Despite the challenges, good governance of the evolving digital ecosystem is vital. This governance is not meant to constrain innovation but to facilitate the trusted adoption of technology. Drawing on the Tech for Good Institute’s research on trust in digital financial services, it is worth bearing in mind that one’s propensity to trust technology does not necessarily predict trust in services enabled by technology. Instead, one of the most consistent predictors of trust across Southeast Asia is the perception of the service provider’s integrity. This includes having a strong sense of social justice and sound principles that demonstrably guide the company’s behaviour. Hence, it is not enough to merely espouse generally-accepted guiding principles along the lines of fairness, ethics, accountability, and transparency (FEAT), although this is an important starting point. What is critical is evidence that these principles are put into practice. Just as ASEAN’s Model Contractual Clauses for Cross-Border Data Flows help small businesses ensure compliant transfer of personal data, practical assistance on implementing AI principles can help businesses procure, implement, develop, and deploy responsible AI products and services. Singapore’s AI Verify, for example, is one such practical way to support developers in testing and learning. Australia’s National AI Centre recently worked with the independent non-profit Gradient Institute to provide practical guidance, tools, and guidelines for businesses to mature their responsible AI practices.

Finally, the safe and inclusive use of AI in Southeast Asia will only be possible if we consider the rapid individual-level changes in the region. Out of the 460 million internet users in Southeast Asia, 100 million have come online in the past three years. Not only are Southeast Asia’s new users a mobile-first and often mobile-only digital population, but they are also ‘AI-native.’ AI-powered tools such as chatbots, recommendation engines, and machine translation are part of their basic experience in a ‘normal’ digital world. Digital literacy, therefore, needs to include algorithmic literacy, enabling users to safely navigate this AI-powered environment, recognise AI-generated content, understand biases, use AI critically while maintaining decision-making autonomy, and practise responsible AI use.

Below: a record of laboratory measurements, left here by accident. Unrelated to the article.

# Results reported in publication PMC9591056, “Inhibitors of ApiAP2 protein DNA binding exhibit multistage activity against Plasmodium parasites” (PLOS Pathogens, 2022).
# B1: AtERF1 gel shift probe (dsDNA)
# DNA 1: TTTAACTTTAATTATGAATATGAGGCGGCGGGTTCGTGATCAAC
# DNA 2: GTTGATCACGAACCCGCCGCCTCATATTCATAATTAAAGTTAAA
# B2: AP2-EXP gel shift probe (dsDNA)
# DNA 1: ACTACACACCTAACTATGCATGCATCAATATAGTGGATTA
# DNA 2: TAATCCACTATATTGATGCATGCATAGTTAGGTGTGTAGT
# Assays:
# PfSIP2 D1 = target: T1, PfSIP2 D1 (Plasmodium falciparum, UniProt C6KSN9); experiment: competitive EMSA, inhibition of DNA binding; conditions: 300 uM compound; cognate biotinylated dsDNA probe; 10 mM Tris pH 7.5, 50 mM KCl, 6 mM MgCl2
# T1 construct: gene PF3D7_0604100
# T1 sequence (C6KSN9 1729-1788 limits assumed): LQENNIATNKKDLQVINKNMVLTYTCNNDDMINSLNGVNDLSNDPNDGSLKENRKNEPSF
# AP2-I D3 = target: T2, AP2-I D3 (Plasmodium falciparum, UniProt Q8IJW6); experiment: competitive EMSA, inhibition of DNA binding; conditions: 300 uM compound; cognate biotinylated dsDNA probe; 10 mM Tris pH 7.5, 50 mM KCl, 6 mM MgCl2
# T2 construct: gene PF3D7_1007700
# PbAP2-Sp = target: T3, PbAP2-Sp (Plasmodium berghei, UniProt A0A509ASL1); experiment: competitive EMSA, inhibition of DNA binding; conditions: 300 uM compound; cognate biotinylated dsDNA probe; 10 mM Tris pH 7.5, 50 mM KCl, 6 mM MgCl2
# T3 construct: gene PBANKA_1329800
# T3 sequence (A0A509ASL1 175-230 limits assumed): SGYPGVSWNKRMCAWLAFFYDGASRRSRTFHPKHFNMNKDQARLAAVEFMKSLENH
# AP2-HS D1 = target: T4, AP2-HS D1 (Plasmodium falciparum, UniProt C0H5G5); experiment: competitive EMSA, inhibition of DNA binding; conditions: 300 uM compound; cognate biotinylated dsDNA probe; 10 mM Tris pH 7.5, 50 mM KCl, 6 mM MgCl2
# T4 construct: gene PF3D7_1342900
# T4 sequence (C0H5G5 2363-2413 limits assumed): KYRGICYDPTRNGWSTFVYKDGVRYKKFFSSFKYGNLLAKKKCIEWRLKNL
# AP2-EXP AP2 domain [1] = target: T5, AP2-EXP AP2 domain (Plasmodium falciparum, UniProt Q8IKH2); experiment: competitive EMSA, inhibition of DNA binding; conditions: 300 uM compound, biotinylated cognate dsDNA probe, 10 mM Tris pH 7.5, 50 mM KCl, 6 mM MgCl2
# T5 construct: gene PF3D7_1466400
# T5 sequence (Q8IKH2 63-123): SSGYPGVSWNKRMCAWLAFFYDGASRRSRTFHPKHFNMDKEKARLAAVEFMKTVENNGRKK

Southeast Asia is a rapidly changing, diverse, and very exciting region. Tailoring technology and governance to this diversity is essential, not only for AI specifically, but also for technology and tech-enabled business models in general. We need collaborative efforts from regional bodies like ASEAN, national governments, industry, and communities to harness the potential of AI safely with an approach that is regionally-oriented, culturally inclusive, and locally feasible all at the same time.

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Mouna Aouri

Programme Fellow

Mouna Aouri is an Institute Fellow at the Tech For Good Institute. As a social entrepreneur, impact investor, and engineer, her experience spans over two decades in the MENA region, South East Asia, and Japan. She is founder of Woomentum, a Singapore-based platform dedicated to supporting women entrepreneurs in APAC through skill development and access to growth capital through strategic collaborations with corporate entities, investors and government partners.

Dr Ming Tan

Founding Executive Director

Dr Ming Tan is founding Executive Director for the Tech for Good Institute, a non-profit founded to catalyse research and collaboration on social, economic and policy trends accelerated by the digital economy in Southeast Asia. She is concurrently a Senior Fellow at the Centre for Governance and Sustainability at the National University of Singapore and Advisor to the Founder of the COMO Group, a Singaporean portfolio of lifestyle companies operating in 15 countries worldwide.  Her research interests lie at the intersection of technology, business and society, including sustainability and innovation.


Ming was previously Managing Director of IPOS International, part of the Intellectual Property Office of Singapore, which supports Singapore’s future growth as a global innovation hub for intellectual property creation, commercialisation and management. Prior to joining the public sector, she was Head of Stewardship of the COMO Group and the founding Executive Director of COMO Foundation, a grantmaker focused on gender equity that has served over 47 million women and girls since 2003.


As a company director, she lends brand and strategic guidance to several companies within the COMO Group. Ming also serves as a Council Member of the Council for Board Diversity, on the boards of COMO Foundation and Singapore Network Information Centre (SGNIC), and on the Digital and Technology Advisory Panel for Esplanade–Theatres on the Bay, Singapore’s national performing arts centre.


In the non-profit, educational and government spheres, Ming is a director of COMO Foundation and Singapore Network Information Centre (SGNIC) and chairs the Asia Advisory board for Swiss hospitality business and management school EHL. She also serves on  the Council for Board Diversity and the Digital and Technology Advisory Panel for Esplanade–Theatres on the Bay, Singapore’s national performing arts centre.


Ming was educated in Singapore, the United States, and England. She obtained her bachelor’s and master’s degrees from Stanford University and her doctorate from Oxford.